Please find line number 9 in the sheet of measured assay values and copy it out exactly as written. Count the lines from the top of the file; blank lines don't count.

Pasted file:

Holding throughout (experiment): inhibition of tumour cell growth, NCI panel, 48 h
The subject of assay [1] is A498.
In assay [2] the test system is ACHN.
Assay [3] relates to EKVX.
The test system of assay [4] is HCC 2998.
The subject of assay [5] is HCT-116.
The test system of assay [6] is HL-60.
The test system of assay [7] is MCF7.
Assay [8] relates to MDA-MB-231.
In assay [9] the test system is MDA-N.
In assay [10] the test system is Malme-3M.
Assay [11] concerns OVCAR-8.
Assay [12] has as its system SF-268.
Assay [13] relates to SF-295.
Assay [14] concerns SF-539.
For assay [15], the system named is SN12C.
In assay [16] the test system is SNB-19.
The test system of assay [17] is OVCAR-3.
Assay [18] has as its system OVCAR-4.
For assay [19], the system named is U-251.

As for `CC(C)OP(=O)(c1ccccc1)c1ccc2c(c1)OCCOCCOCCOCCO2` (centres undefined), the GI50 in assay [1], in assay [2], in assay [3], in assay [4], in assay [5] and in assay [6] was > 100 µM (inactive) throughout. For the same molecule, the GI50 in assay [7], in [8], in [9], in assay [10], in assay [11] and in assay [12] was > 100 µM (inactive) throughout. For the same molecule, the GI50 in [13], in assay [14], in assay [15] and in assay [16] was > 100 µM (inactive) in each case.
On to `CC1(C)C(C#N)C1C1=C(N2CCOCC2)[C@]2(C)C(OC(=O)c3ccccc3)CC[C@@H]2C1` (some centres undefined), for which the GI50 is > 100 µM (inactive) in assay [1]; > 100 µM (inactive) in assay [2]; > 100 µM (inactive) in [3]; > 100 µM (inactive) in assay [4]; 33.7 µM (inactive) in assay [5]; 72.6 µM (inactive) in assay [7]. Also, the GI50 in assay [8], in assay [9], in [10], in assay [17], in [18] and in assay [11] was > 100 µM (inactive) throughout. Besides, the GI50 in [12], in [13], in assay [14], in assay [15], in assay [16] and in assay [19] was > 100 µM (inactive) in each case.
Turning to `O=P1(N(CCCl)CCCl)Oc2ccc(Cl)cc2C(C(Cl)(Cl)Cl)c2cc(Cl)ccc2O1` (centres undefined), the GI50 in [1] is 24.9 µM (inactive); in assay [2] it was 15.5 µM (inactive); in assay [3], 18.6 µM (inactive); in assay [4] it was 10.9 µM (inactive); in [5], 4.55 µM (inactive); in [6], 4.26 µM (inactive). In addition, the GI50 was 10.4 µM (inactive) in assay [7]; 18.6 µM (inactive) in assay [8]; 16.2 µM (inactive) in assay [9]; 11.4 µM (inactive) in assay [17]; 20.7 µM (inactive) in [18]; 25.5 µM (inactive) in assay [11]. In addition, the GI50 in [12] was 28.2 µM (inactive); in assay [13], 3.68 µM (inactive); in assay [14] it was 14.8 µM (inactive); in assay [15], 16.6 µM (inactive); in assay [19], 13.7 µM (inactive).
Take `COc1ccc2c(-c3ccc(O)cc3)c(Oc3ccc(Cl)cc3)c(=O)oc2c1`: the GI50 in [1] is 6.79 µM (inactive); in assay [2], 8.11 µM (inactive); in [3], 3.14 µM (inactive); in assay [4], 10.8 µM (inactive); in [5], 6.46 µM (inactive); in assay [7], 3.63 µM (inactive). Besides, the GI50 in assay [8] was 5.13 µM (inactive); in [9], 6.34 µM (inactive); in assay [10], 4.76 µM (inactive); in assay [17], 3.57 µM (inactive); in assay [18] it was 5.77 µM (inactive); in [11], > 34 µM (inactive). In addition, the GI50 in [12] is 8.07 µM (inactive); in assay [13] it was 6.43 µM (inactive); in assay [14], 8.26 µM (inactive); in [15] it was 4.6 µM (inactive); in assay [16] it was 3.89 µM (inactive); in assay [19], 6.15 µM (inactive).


Assay [8] relates to MDA-MB-231.